Some Common Upgrade Questions

by ozos - 7/9/07 8:53 AM

In Reply to: PC Hardware Sticky! ****PLEASE READ**** by ikjadoon

Upgrading your PC is something you've likely considered, and its likely a major reason for coming to these forums, so I'd like to clarify a few common upgrade questions:

1) Can I upgrade the graphics card in my laptop? Most likely, no, currently nVidia and AMD are pushing for more upgradable graphics in laptops such as nVidia's MXM, however it isn't widely adopted, and therefore laptop video upgrades are rare, and usually not worth the price.

2) I have integrated graphics on a desktop, should I upgrade my graphics? Maybe, if you don't game, there is no purpose to upgrade the integrated graphics, they are entirely fine for video playback, TV watching, photo editing, audio editing, web browsing, online games, and will actually handle a number of 3D titles. The only thing the graphics card adds is extra 3D processing muscle, which is only seen in entirely 3D applications (DirectX) such as video games.

3) Sound cards? Sound cards are more of a personal preference ugprade, there isn't any need to have a soundcard in a modern computer as the integrated is easily high enough quality (even for a home theatre system). Some users prefer a soundcard due to extra interface ports it can add (for example, S/PDIF, MIDI I/O, optical I/O, although all of these features are becoming more and more common on integrated solutions)

4) I want to make my computer faster, what should I upgrade? Well, first I'd suggest looking at what you have, the slowest component should be upgraded first, even if it may seem to be the "least important", such as a hard-drive. Also consider your operating system choice, two computers with identical hardware, one running Windows XP, one running Windows Vista, the XP machine is going to be faster for most applications as Windows XP is less demanding than Vista which leads me to the next point:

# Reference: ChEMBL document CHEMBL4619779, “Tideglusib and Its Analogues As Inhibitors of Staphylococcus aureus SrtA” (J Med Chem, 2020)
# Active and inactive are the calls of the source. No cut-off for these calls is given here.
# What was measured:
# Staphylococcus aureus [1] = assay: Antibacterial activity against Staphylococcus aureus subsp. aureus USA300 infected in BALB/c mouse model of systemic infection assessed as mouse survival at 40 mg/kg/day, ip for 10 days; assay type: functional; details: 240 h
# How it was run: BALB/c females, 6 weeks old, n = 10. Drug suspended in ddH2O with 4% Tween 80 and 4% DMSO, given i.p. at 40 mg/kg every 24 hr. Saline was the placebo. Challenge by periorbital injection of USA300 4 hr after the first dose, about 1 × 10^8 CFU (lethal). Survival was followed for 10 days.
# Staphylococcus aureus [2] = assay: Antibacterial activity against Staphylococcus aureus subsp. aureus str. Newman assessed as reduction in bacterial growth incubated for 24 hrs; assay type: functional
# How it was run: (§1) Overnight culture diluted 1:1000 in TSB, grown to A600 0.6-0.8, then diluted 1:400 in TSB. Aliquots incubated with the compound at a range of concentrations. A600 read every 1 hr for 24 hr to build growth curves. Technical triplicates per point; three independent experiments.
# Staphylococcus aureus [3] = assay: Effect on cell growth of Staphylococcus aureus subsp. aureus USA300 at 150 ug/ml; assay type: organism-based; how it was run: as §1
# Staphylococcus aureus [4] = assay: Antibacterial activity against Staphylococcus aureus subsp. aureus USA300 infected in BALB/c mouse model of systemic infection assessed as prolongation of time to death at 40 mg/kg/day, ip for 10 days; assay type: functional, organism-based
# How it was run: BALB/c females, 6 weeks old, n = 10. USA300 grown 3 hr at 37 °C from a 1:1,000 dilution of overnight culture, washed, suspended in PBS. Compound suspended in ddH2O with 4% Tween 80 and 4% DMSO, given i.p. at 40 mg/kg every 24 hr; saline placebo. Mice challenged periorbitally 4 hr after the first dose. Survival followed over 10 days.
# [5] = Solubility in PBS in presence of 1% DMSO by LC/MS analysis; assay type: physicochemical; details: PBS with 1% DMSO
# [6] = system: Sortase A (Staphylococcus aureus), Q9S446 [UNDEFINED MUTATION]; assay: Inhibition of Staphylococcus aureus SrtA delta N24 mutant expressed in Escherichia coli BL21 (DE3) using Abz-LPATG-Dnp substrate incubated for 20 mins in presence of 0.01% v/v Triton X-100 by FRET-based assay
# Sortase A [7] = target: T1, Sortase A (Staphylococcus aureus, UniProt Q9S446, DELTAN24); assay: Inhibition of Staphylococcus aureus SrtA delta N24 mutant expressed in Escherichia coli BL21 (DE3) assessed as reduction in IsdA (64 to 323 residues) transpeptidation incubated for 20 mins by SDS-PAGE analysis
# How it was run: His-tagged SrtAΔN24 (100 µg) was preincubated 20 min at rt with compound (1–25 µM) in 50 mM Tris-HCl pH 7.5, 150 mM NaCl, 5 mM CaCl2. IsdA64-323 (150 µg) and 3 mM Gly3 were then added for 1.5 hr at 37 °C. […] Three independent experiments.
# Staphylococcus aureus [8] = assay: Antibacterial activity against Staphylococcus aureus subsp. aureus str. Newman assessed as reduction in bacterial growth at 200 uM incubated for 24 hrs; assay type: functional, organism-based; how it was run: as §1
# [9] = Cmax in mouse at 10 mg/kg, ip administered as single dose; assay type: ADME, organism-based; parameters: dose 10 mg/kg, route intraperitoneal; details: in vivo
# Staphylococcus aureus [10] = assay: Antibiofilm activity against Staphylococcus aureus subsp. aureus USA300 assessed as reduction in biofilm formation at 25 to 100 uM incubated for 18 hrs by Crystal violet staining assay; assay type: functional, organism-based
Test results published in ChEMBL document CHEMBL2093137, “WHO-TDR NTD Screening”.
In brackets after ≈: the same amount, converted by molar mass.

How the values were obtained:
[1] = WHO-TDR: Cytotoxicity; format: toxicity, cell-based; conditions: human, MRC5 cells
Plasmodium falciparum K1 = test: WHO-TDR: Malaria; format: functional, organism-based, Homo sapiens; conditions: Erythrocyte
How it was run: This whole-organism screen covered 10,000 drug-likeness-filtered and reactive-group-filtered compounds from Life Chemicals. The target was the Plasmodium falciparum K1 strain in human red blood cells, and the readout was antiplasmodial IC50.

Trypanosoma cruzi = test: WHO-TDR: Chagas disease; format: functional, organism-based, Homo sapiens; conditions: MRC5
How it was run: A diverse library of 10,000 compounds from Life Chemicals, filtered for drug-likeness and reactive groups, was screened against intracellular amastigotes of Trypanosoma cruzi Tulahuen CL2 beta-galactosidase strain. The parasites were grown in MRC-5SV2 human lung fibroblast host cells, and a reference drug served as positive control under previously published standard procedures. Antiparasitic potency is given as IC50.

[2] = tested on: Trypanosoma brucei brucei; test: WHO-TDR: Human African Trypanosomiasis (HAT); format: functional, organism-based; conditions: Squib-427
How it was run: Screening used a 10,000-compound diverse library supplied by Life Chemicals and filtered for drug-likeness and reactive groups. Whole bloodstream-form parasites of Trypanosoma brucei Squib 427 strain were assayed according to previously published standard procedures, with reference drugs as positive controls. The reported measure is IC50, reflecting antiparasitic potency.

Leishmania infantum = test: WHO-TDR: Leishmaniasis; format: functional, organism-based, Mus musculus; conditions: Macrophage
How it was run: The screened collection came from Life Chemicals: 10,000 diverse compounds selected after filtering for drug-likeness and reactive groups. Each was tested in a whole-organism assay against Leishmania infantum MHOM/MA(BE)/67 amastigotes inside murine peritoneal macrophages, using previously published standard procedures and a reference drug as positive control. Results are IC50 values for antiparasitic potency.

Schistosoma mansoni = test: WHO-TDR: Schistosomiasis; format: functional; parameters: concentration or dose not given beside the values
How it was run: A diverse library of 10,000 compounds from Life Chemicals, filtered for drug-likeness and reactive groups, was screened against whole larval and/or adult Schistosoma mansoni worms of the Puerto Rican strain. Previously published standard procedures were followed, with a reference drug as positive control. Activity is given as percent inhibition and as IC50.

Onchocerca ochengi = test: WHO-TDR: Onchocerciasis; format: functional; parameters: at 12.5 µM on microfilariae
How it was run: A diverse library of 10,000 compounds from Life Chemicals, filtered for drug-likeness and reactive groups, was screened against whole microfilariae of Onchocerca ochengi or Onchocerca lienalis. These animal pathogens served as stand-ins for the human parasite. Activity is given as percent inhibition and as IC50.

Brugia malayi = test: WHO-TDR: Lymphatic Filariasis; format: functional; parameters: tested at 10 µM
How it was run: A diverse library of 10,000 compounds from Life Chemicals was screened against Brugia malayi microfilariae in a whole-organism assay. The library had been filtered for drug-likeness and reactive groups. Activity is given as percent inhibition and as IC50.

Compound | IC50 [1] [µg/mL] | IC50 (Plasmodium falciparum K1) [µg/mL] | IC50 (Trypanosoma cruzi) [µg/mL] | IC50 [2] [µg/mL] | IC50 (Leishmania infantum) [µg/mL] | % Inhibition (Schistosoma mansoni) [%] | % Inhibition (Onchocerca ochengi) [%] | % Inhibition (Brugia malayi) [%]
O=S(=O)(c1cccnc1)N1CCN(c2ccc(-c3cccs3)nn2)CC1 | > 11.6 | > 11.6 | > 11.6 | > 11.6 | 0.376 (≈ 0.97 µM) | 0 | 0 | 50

5) Vista? Windows Vista is the new Microsoft operating system, a lot of users are considering the upgrade, there is also a lot of bad press on Vista, so I'll try to clarify what the two sides are:

The side in favor of Vista is saying:
-Newer OS
-Adds a lot of visual effects and looks nicer
-Adds DirectX 10
-New features to Windows, like Windows Defender
-Supports some games like Halo 2

The side against Vista is saying:
-Newer OS
-Visual effects are overdone, and waste system resources
-Resource hungry operating system, uses too much HD space and RAM
-Most of the "Vista" features are available for XP
-Doesn't offer any killer apps over XP
-Lots of driver incompatability and software incompatability problems

Generally, you should decide for yourself if you want to upgrade to a new operating system, the "newer OS" point is to mark that Vista is new, meaning it has new features, but new problems, along with the lack of maturity found in XP (maturity meaning less applications are targetted for Vista, while XP has been the de facto standard of PCs for about 5 years).

I hope this clears up some questions on upgrading your system, generally I won't advise any form of upgrade unless its really needed, however this need is relative to application load, if you just bought a new video game and your current graphics card doesn't support it, I would say that you need to upgrade, however if you want to upgrade the graphics card just for the sake of upgrading it, there is no point in spending the money (at least in my opinion).

The best advice I can give on assesing if you need to upgrade, try your target application first, most programs have a demo, which exists for two reasons, firstly to let you try the software out, secondly to let you try the software out on your system and see if it will run correctly. If the performance is sub-standard, I would consider upgrading to run the application.